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Rare hearing: Concert halls should take a chance on lesser-known composers like Mieczyslaw Karlowicz (Lebrecht Arts and Music) 

Have you ever heard of Frédéric d'Erlanger? Neither had I, until the other day. His Violin Concerto in D minor features in the tenth release of Hyperion Records' series, The Romantic Violin Concerto. The same company's Romantic  Piano Concerto series now runs to an astonishing 50 CDs. But of the myriad unusual pieces in these recordings, few are ever aired in a live performance. There's a peculiar gulf in content between concerts and recordings and it seems to be growing wider. 

Rare works are staple fare for independent record companies like Hyperion, Chandos and Harmonia Mundi. These labels are run by individuals who are passionate about their task and understand their "product" and its market. Even Deutsche Grammophon has just taken a punt on a rare composer, Grazyna Bacewicz, who features on pianist Krystian Zimerman's latest CD. Record collectors snap up such releases. But where are the concerts?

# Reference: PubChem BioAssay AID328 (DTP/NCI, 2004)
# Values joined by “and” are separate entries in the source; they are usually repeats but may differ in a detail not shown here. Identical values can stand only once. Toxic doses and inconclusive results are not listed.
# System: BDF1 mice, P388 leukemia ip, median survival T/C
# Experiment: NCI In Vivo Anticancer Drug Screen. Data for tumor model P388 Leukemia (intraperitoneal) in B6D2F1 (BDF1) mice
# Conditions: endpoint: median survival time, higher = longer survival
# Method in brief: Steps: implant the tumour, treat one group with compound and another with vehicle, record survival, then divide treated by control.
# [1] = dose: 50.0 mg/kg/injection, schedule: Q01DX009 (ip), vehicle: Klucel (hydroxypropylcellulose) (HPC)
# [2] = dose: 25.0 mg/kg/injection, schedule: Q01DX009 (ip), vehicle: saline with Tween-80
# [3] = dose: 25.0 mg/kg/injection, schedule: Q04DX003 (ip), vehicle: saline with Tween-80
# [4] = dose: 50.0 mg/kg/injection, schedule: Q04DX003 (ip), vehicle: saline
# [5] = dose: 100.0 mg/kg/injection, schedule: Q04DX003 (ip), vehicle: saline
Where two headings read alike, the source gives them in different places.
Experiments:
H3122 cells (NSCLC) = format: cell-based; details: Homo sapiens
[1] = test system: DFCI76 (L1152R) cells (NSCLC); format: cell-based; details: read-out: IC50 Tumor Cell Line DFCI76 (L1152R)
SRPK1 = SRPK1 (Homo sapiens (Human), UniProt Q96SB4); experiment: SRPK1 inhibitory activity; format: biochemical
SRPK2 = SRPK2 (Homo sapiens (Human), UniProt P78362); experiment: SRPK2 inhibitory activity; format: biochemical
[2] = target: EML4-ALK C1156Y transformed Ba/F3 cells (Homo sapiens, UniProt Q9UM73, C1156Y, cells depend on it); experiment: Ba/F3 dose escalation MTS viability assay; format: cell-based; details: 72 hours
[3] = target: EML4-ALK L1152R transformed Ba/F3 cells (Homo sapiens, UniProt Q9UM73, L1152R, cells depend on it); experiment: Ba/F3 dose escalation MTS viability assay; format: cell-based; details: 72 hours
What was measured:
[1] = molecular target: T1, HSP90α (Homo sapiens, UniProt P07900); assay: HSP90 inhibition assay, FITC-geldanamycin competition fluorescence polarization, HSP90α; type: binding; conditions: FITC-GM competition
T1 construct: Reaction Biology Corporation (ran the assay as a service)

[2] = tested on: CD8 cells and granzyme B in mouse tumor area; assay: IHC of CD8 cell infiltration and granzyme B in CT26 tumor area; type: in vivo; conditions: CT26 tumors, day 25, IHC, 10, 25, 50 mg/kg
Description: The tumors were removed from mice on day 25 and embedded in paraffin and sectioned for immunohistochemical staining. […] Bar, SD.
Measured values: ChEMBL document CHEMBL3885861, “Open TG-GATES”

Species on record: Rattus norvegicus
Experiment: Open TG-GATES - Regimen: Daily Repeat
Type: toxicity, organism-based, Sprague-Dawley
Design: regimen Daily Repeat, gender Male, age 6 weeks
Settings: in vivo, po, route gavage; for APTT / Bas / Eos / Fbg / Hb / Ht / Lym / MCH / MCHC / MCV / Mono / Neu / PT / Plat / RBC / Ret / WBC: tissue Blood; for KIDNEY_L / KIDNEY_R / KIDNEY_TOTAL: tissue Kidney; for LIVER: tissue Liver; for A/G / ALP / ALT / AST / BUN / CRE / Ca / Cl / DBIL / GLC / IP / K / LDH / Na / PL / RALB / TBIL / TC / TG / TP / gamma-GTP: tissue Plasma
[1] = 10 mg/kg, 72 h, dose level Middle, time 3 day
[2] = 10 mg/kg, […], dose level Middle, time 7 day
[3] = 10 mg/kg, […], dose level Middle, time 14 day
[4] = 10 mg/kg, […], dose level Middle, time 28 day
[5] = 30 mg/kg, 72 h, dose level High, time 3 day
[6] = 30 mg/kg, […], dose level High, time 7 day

A couple of years ago I heard for the first time d'Erlanger's companion work on the Hyperion CD: the Violin Concerto by Frederic Cliffe, which hadn't been played for a century. It was a live performance — but one by an amateur orchestra. It was conducted by the enterprising Christopher Fifield, and the violinist was a passionate champion of unusual repertoire, Philippe Graffin. The orchestra's friends and family attended, plus a few rare repertoire junkies who had been alerted. Unfortunately the orchestra was not quite up to the challenge, so apart from Graffin's expertise, the total impression was elusive. He is the soloist on the new CD, with the BBC National Orchestra of Wales, so his efforts have been rewarded. The concerto is beautiful. It's not Beethoven, but that doesn't mean it's not worth hearing. 

Recently I went to Cadogan Hall, where a touring orchestra from eastern Europe played the most popular programme imaginable: Rachmaninov, Grieg and Dvorak. The compositions were top quality, yet familiar far beyond overkill. The place was sold out and the piano soloist superb (I was there to hear him)— but the orchestra, finishing a severe tour, sounded as if it couldn't care less. This was sterling music, but the concerto apart, it wasn't worth hearing. 

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